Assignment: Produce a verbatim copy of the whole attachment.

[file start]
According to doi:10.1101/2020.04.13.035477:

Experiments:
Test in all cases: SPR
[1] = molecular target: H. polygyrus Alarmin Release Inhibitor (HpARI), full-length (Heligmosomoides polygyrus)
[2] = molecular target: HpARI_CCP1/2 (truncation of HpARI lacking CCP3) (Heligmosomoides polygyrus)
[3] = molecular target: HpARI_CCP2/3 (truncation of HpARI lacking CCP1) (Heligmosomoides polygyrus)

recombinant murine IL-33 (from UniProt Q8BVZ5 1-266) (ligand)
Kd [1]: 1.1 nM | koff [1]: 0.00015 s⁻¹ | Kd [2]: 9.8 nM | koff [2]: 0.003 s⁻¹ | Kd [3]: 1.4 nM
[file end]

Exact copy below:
According to doi:10.1101/2020.04.13.035477:

Experiments:
Test in all cases: SPR
[1] = molecular target: H. polygyrus Alarmin Release Inhibitor (HpARI), full-length (Heligmosomoides polygyrus)
[2] = molecular target: HpARI_CCP1/2 (truncation of HpARI lacking CCP3) (Heligmosomoides polygyrus)
[3] = molecular target: HpARI_CCP2/3 (truncation of HpARI lacking CCP1) (Heligmosomoides polygyrus)

recombinant murine IL-33 (from UniProt Q8BVZ5 1-266) (ligand)
Kd [1]: 1.1 nM | koff [1]: 0.00015 s⁻¹ | Kd [2]: 9.8 nM | koff [2]: 0.003 s⁻¹ | Kd [3]: 1.4 nM